Decades from now, the polluted, overcrowded Earth is dying, wracked by natural disasters and war. Seventy thousand people have escaped to colonise the planet Carpathia, founding the settlement of Forthaven. After ten years, the final transporter from Earth is due to arrive but is suffering technical problems. As the personnel of Forthaven struggle to survive, they are wracked by internal dissent, problems with a group of outcasts from the settlement and other, more mysterious problems from elsewhere...
Outcasts is an eight-episode series which recently aired on the BBC. Intended to be a returning series, the show was axed after its first (and only) season due to low ratings but high costs. It would be an understatement to also say it had a 'mixed' reception.
Outcasts looks great. Filmed on location in South Africa, the show's location shooting (enhanced by subtle CGI and other effects) adds a distinctly alien feeling to the show, helping the sense of otherworldliness that the producers were aiming for. However, whilst it looks big-budget there are clear limitations on this shooting: all of the action in the series seems to happen in a radius of about ten miles from Forthaven, on either side of one distinctive mountain, and after a while the impressive scenery becomes increasingly over-familiar (the same problem Lost suffered from). Forthaven itself is convincingly downbeat and lived-in, made up of box containers dropped from orbit which have been emptied and turned into cheap living quarters. There's also a nice contrast between the down-and-dirty living quarters to the high-tech HQ (actually a parked transport craft) and medical facility, though this doesn't quite transfer into the sociology of the settlement as much as you'd expect (people living in shacks don't seem to really mind other people are living in air-conditioned comfort).
The quality of the performances is rather more variable. The stand-outs are Amy Manson as Fleur Morgan and Daniel Mays as Cass Cromwell, two of the settlement's security operatives who are usually at the forefront of any investigation that might be in progress, as well as serving as liaisons between the colony's government and its military wing of semi-autonomous 'expeditionaries'. These two actors have genre form - Manson from Being Human and Torchwood and Mays from Ashes to Ashes - and take their exposition-laden dialogue in their stride. Hermione Norris is much more out of her depth as Stella Isen (who is inexplicably pulling double time as head of security and chief medical officer), whilst Liam Cunningham veers from charismatic to wooden as President Tate (sometimes in the same scene), as if he can't quite get a handle on the character. Ex-BSGer Jamie Bamber is excellent in a role light-years away from Apollo, but his role in the series is somewhat less prominent than advertised. Ex-Ugly Betty star Eric Mabius gives a quite good performance as Julius Berger, the settlement's resident bad-but-charming powermonger, even if his tactics (playing the religious card, pursuing pragmatic politics or rallying the rabble) seem to shift randomly.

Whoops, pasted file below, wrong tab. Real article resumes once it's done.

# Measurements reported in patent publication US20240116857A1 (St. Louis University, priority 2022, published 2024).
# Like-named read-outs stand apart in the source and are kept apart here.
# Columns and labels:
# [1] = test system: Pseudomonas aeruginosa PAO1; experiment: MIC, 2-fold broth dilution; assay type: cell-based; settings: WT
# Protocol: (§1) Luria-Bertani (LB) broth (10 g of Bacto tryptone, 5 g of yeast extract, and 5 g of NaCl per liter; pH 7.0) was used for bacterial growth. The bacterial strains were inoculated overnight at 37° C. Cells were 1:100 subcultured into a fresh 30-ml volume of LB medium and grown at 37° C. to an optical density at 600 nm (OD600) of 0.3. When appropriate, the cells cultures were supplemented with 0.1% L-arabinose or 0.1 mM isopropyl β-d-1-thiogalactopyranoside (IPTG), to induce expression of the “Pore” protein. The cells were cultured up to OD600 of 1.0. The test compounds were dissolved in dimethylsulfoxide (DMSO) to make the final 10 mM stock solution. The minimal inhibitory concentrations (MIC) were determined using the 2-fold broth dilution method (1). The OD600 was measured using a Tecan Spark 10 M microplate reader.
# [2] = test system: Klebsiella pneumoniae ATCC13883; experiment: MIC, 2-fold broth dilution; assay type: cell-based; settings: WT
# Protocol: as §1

The series' general premise is also solid. The settlement is isolated with little news from Earth and there are unknown forces at work beyond its walls (although after ten years you'd think that the expeditionaries would have discovered some more hard information about the planet and perhaps established more than just one colony town), setting up a vibe somewhere between Battlestar Galactica's New Caprica arc and Lost, complete with a group of 'Others' stirring up trouble in the wilderness. A whole host of backstory issues are also waiting to be explored, such as characters' murky pasts, some dark secrets from the founding of the colony and the past lives on Earth that some of the characters are trying to escape.
So, we have a solid premise, some good actor, a reasonable budget and some great scenery. So what went wrong?
Basically, the writing is awful, jam-packed with cliched dialogue, painful amounts of exposition and some true howlers ("What are they after?" "I know what I'd want...revenge,") that would fail any basic Scriptwriting 101 class. The general story arc - relating to a virus that once ravaged the colony, a bunch of outcasts from the settlement and Berger's powerbase-building efforts - is okay, if a bit familiar, but executed sloppily and clumsily. The 'problem of the week' episodes mid-season are also formulaic: either a random person emerges from the 70,000 random extras who make up the population to cause some crisis or something weird happens outside the settlement which requires the intervention of the command staff.
Most of this is pretty tiresome, but Manson and Mays emerge as the best actors on the show because they just roll with it, whilst the others seem to struggle with their dialogue quite frequently. Even so, character motivations are often clumsily-established and somewhat vague. It's not until we're about three-quarters of the way through the season that that the sloppily-set-up threads start coming together more satisfyingly, with attempted coups, viral warfare and the introduction of new factions giving the show a late-season sense of dynamism and energy that it was sorely lacking at the start.
Unfortunately, this is too late in the day. Outcasts (**½) had a lot of promise and the ingredients are all solid, but the execution is all too frequently mediocre to rise above the barely-watchable. If you can hang on to the last two episodes, a great deal more potential appears, but is then scuppered by the cliffhanger ending you know is never going to be resolved. The show is available now on DVD and Blu-Ray in the UK, with no US release apparently planned at the moment.